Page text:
Friday, August 29, 2008

Errors and Humanity

A recent article by Scott Abel on Content Wrangler about TEAL, a group whose quest is to correct the typographic errors of others, got me thinking about errors. That vector is intersecting with some reading I've been doing lately in "Orality and Literacy" by Walter Ong (at the suggestion of someone to one of my earlier blogs).

First of all, we sometimes misuse the word "typo" as in typographical error. According to Wikipedia, "A typographical error or typo is a mistake made during, originally, the manual type-setting (typography) of printed material, or more recently, the typing process. The term includes errors due to mechanical failure or slips of the hand or finger, but excludes errors of ignorance." Checking other dictionaries supports that definition.

The mistake discussed in the Content Wrangler article failed to meet these criteria on two counts: (1) The mistake occurred in a hand-written sign, which would make it a chirographic error and (2) It was not a mechanical slip; it was a mistake in applying the apostrophe rule.

Scott and I had a fun discussion and I'm not blogging to belabor my point; it's just that I have a genuine interest in the different ways we make mistakes and would like to explore it a bit--not sure this will go anywhere useful. Here's my starting taxonomy:

  • Typographical--More or less mechanical slips such as wrong letters or metatheses, such as my habitual typing of "form" when I mean "from."
  • Oral--Where we use homonyms inadvertently, such as "there" for "their" or "too" for "two." Almost a mechanical slip, but not really, and one not caused by ignorance but rather by the hasty grabbing by our mind of a spelling from the wrong box but one located near the correct box. I also include subject/verb disagreements caused by singular words that sound plural, such as "My interest in this area are clear."
  • Drops--Where a word that was in the writer's head just never makes it to the page, e.g., "I've been meaning write you..." I think this is caused by the writer's thoughts getting ahead of his fingers. It's often missed in rereading because of the Gestalt of filling in blanks based on knowing the broader context.
  • Spelling--No accident, the writer didn't know the correct spelling.
  • Punctuation--No accident, the writer thought there should be a comma and there really should not have been.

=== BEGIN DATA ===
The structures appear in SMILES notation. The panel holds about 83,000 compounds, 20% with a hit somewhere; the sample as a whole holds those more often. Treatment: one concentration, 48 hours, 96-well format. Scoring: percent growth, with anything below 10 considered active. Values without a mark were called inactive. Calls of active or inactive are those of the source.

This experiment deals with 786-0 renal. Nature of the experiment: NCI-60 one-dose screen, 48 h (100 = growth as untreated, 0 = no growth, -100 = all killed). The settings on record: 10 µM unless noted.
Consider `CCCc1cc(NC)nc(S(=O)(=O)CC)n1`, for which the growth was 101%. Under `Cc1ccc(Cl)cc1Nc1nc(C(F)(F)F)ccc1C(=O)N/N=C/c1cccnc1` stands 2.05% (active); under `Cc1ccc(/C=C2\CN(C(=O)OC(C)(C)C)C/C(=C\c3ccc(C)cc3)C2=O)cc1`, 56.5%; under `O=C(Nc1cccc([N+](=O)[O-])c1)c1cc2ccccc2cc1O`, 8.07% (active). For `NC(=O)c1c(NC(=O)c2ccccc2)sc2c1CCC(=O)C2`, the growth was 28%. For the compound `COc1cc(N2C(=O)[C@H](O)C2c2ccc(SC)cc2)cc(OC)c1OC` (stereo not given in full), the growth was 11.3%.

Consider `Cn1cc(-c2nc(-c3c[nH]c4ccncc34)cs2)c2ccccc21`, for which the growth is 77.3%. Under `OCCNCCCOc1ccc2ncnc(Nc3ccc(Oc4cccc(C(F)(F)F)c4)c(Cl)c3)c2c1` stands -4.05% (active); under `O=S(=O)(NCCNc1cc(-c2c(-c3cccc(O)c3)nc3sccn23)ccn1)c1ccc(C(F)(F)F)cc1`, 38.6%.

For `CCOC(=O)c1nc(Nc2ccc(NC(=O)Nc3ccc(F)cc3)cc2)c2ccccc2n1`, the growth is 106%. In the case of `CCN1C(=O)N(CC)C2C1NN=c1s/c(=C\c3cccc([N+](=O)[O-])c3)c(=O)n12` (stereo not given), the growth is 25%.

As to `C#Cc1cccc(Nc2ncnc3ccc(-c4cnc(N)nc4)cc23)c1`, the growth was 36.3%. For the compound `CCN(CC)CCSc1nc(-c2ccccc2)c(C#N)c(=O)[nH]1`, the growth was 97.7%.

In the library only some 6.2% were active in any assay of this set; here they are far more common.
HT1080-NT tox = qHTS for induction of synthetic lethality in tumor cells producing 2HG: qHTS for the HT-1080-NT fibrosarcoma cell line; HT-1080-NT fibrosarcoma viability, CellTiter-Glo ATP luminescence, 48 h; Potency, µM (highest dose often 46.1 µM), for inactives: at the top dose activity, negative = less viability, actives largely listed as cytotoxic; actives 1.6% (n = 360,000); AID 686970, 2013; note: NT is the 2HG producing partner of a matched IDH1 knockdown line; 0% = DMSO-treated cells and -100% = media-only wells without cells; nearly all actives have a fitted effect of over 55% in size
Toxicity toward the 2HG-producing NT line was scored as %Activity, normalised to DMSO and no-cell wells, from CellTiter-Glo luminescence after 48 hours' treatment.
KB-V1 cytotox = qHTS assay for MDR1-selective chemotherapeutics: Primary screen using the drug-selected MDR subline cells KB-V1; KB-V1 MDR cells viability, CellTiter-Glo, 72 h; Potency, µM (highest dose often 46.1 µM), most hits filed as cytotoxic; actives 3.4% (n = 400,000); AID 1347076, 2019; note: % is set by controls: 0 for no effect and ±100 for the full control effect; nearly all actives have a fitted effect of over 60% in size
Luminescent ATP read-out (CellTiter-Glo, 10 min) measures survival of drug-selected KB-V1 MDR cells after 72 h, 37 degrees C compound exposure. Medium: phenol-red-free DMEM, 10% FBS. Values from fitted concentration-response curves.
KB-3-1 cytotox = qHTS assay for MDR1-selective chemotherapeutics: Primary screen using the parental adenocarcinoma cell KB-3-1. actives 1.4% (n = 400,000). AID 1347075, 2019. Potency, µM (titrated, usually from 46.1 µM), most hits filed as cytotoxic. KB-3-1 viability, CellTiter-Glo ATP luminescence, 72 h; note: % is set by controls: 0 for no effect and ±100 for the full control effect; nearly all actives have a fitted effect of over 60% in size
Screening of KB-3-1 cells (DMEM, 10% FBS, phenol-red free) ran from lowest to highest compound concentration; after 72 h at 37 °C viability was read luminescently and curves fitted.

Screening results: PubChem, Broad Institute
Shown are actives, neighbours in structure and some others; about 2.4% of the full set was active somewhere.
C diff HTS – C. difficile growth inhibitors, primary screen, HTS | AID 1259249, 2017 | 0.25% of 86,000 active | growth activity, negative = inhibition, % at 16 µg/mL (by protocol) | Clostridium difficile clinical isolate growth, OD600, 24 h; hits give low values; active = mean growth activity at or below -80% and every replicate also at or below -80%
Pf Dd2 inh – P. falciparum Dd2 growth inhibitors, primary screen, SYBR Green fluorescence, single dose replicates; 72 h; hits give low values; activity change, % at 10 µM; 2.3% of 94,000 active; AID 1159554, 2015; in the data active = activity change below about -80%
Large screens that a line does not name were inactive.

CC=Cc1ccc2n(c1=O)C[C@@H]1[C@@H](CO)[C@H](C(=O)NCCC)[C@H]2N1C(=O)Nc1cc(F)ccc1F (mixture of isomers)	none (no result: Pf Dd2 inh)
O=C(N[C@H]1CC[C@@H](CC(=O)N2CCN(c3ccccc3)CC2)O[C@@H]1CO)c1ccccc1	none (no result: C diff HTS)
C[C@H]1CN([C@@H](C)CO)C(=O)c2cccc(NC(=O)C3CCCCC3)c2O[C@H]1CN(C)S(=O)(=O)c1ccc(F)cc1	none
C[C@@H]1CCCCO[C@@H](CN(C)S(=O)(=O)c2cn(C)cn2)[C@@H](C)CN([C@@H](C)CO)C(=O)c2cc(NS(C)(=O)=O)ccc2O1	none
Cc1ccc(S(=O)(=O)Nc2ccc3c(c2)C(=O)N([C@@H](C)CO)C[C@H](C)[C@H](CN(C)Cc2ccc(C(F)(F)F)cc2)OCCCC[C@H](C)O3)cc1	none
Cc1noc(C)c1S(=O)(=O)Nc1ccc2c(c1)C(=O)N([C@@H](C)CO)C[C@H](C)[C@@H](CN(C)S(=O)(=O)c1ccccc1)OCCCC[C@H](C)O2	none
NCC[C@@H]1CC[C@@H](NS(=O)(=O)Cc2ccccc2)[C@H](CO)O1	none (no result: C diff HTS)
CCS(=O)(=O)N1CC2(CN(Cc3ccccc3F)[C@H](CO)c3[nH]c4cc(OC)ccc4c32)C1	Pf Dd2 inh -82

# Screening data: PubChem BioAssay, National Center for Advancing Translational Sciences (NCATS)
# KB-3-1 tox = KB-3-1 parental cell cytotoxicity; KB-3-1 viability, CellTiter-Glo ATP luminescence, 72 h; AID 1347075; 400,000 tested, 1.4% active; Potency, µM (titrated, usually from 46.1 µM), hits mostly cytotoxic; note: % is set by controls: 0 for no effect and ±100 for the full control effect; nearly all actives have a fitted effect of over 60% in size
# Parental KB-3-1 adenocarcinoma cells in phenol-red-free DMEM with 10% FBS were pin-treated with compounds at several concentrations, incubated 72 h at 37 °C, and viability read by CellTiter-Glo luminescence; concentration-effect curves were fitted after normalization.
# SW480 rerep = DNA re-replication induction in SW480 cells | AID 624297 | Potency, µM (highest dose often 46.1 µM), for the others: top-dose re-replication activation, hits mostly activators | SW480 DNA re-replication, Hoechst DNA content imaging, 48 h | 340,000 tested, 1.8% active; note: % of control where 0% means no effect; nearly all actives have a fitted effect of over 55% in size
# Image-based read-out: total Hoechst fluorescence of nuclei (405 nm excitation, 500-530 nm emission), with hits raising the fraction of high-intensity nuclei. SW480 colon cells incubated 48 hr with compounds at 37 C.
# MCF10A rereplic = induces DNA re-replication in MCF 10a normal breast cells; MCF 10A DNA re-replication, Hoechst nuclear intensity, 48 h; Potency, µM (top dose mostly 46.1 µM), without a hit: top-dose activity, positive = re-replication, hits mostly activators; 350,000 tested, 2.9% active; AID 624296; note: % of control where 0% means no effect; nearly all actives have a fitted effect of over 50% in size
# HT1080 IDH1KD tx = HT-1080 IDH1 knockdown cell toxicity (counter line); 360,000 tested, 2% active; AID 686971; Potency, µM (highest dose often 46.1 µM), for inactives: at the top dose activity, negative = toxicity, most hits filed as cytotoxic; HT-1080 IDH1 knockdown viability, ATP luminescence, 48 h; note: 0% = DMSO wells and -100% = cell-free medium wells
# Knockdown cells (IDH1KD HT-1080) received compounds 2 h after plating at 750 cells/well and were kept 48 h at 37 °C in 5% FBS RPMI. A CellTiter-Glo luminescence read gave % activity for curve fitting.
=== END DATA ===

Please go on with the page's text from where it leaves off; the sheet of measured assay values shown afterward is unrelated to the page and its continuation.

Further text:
• Grammar--Breaking the rules that define conjugation and inflection.
  • Usage--Wrong word for the context, such as , uh, typo to describe a punctuation mistake on a hand-written sign (OK, I am belaboring the point).
  • Factual--What the writer said can be refuted by evidence or authoritative sources, e.g., "There are 51 states in the US."
  • Logical--The structure of the discourse and the premises do not support a conclusion.
The last three--usage, factual, and logical--are major errors because they lead to miscommunication. When the others do not miscommunicate (and sometimes they do), they are minor infractions that might reflect badly on the writer but do not mislead the reader.

I think people worry too much about the minor infractions in instant messages and blogs. How often do we get an IM with a typo or oral only to get an immediate follow up like "oops, I meant two not too :-0 " Personally I think the error is part of the oral nature of IMs and the correction does more harm by interrupting the flow of the otherwise spontaneous conversation. In my comment to Scott's article I wrote "technical communicators at their worse." Oops , I know it should have been "worst" but that's the nature of a free and spontaneous engagement using language.

I'm not advocating that we get lax in our own standards, particularly as they apply to our professional, written communications. But let's be more forgiving of these patterns (yes, that's what they are, more so than mistakes) when they occur with others. Just because a restaurant can't get the menu right, doesn't mean they can't cook. Put the red pen away and enjoy your meal.

1 comment:

Anonymous said...

If I read some instructions and understand what they mean, I'm fairly forgiving of many other errors. But I know writers who get so keyed up about small grammatical errors or typos that they don't see the bigger picture. They think everything's ok if the grammar is correct and they can't find a spelling error. I've seen quite a few instructions that had no obvious flaws but were confusing or flat-out wrong if you actually tried to use them.

I don't mean to say grammatical errors are not important, but there can be a balance.